On Mauni Amavasya last week, an auspicious day when lakhs of people took a holy dip, up to seven hundred tons of waste piled up on the ghaats or riverbanks. It took 7,000 sweepers and janitors to clean up the mess.
Anand Singh, one of 400 doctors who supervise the clean-up drive every single day, told NDTV, "We get the trash picked up from everywhere; it is loaded in trucks and driven away to a waste plant.
Suresh Dwivedi, another doctor, said, "We have arranged for 40,000 make-shift toilets in the area to ensure clean sanitation Every morning, our janitors clean up the ghaats before people come to take a dip."
At the waste management plant, 15 kilometers away, bio-degradable and non-degradable trash are separated and then recycled into manure and moulded plastic.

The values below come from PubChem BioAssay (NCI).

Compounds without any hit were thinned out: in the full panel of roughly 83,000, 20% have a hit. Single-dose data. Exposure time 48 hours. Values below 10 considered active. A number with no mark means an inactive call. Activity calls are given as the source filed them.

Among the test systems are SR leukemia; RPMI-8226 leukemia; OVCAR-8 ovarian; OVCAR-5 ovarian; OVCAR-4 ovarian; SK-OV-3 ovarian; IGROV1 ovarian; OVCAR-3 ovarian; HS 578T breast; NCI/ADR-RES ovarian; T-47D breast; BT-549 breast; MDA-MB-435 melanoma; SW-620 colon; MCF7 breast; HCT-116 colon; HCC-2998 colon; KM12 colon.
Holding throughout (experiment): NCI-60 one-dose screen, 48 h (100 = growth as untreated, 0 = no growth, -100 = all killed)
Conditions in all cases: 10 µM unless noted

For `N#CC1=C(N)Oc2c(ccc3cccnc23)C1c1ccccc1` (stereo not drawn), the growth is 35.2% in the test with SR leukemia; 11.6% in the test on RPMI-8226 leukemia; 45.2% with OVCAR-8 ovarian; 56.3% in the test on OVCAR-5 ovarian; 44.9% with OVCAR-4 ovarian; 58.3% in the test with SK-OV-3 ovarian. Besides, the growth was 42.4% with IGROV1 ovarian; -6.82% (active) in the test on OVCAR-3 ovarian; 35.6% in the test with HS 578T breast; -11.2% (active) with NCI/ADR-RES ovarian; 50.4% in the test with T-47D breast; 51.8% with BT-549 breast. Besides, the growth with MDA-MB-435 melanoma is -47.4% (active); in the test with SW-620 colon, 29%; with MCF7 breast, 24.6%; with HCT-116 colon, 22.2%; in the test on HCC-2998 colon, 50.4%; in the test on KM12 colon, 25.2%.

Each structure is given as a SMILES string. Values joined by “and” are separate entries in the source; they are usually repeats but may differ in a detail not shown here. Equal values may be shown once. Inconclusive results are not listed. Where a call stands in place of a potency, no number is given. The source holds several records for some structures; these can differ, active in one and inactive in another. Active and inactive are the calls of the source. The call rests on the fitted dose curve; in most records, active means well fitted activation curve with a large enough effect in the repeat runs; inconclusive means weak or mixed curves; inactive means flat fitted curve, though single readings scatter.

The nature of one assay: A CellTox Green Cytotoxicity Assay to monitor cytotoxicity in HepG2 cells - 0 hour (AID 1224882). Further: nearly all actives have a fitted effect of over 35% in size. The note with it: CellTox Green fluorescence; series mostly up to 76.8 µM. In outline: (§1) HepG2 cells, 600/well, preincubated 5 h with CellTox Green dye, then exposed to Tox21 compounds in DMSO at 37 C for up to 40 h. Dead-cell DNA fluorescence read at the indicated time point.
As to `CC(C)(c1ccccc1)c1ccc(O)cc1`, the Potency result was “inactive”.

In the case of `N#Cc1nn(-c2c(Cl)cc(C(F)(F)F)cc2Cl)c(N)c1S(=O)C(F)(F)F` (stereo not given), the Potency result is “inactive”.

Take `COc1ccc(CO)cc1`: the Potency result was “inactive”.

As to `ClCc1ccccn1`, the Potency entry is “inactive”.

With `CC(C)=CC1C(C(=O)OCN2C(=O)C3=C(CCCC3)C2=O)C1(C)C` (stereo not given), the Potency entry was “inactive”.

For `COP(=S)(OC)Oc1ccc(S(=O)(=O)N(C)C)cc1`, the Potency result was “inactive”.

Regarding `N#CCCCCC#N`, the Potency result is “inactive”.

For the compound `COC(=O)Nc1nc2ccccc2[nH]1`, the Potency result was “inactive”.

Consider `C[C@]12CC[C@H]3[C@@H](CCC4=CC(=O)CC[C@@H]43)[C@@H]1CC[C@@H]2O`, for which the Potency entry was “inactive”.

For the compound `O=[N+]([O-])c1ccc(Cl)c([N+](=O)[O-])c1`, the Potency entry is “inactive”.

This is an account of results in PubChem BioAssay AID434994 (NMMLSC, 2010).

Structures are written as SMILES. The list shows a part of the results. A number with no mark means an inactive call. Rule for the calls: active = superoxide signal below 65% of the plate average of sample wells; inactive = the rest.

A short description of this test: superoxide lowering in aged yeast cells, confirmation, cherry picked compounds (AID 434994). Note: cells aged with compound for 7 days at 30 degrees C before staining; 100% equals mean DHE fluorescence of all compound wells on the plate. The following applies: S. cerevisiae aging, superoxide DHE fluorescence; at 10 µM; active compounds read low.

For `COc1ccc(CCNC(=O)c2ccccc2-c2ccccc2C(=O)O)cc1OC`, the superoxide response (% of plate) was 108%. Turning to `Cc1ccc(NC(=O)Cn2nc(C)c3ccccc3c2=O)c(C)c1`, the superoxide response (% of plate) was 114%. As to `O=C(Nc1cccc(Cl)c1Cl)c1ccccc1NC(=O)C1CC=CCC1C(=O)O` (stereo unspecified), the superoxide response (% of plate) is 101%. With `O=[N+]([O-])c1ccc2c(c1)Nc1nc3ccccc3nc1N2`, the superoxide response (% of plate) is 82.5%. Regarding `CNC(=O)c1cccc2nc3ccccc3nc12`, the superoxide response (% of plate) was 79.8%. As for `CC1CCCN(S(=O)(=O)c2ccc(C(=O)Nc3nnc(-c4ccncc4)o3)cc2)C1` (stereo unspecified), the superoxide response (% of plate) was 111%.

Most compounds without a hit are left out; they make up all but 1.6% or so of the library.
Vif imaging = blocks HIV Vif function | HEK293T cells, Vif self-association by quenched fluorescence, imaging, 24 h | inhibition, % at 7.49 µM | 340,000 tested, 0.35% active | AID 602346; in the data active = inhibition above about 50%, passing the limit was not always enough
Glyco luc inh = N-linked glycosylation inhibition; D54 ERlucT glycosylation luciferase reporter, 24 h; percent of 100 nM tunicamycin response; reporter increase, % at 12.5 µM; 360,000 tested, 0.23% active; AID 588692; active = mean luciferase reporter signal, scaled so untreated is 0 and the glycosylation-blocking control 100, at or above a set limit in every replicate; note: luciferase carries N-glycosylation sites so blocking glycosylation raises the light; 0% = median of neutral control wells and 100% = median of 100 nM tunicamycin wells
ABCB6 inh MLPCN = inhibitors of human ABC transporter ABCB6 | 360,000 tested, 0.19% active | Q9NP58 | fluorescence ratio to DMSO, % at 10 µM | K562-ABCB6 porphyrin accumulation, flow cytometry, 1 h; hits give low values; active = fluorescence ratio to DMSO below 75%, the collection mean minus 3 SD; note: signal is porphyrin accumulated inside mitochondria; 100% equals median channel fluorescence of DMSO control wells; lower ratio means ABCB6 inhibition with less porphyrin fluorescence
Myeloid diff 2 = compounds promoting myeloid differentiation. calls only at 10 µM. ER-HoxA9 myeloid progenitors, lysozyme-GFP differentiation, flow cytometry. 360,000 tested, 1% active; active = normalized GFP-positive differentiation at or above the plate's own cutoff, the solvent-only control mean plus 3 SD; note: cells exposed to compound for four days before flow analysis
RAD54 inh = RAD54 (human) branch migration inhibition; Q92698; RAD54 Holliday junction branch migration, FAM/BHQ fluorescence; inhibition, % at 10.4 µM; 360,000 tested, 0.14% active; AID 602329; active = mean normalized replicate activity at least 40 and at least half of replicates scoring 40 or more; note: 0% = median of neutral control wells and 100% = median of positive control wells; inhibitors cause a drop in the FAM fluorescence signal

Preeti Galne, a manager at the waste management firm, said, "We make use of everything. We make manure, plastic, interlocking tiles from the trash. Whatever is of no use is sent to a landfill."
But despite these massive clean-up efforts, heaps of waste still lies piled up and the gutters overflow with filth and it will be weeks before the city can be fully cleaned up.